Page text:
“We’re mostly interested in on-site sales without a distribution model,” he said. “We’re more focused on rotating and evolving without any outside interference. If we can build a few close relationships with tap rooms who understand our plight then we might (sell there), but (the beers) will be hand-selected and few.”
The portfolio ranges from hop-inspired beers to barrel-aged spontaneous-inspired beers:
Feril: A 100% spontaneous fermented beer aged in oak barrels using Belgian Lambic techniques that includes the use of local raw hard red wheat and pilsner malt.
Relevance: A Belgian-style Saison aged in oak barrels with a secondary fermentation exposed to an assortment of Brettanomyces cultures.
Roja: An American farmhouse version of a Flanders Red aged in oak with an assortment of complex malts intertwined with spontaneous fermentation and carefully selected house cultures.
Temperance: A table farmhouse style Saison aged in oak barrels leaving a slight acidity and complexity regardless of the low ABV.
Major Progression: A bold Belgian Saison aged in secondary on an assortment of house cultures that adds to the complexity of a beer that’s well over 10% ABV.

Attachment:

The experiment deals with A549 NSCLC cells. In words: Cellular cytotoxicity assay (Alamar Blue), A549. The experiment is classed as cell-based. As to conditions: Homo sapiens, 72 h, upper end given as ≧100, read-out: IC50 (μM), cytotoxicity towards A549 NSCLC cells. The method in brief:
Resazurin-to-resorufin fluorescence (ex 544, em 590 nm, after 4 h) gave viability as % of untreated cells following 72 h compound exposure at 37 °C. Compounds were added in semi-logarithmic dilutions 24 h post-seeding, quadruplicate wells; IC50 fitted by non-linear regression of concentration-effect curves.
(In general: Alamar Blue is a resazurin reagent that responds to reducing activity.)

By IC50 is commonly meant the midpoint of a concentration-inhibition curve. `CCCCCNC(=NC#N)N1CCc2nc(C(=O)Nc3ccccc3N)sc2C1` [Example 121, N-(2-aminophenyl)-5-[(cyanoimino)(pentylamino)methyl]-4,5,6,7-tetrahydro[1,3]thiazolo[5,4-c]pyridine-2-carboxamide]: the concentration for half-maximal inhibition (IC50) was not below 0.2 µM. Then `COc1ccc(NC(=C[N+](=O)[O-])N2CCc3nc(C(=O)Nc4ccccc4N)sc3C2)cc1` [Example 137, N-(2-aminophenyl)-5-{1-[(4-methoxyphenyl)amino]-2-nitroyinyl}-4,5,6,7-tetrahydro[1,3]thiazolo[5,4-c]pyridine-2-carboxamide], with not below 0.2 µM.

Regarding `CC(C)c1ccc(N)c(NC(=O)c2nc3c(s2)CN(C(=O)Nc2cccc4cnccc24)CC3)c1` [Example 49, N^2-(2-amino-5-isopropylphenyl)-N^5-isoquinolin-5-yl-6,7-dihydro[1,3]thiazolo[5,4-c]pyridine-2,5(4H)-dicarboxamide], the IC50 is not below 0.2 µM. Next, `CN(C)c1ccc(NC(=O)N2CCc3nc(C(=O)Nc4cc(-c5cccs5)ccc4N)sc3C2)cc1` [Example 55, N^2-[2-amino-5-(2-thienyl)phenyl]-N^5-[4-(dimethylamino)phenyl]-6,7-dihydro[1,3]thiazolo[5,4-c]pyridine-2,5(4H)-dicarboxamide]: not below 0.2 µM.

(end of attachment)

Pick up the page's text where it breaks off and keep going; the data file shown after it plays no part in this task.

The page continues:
80 CL: Hop-forward ale with the majority of the hop expression coming from aromatics. A simple malt bill & neutral yeast strain, along with the water chemistry & seasonally available hops, showcases the assortment of layering of hops.
SP 79: A hop-forward ale that focuses on the expression of seasonable hops and the complexity of malts. Finding a balance between malt and hops would be the best way to describe this beer.
Blanco: A forward pale ale that utilizes fresh hops with a simple pale malt canvas.
Hawkins Farmhouse Ales is open from noon-8 p.m. on weekends. For more information, visit them on the web at www.hawkinsfarmhouseales.com.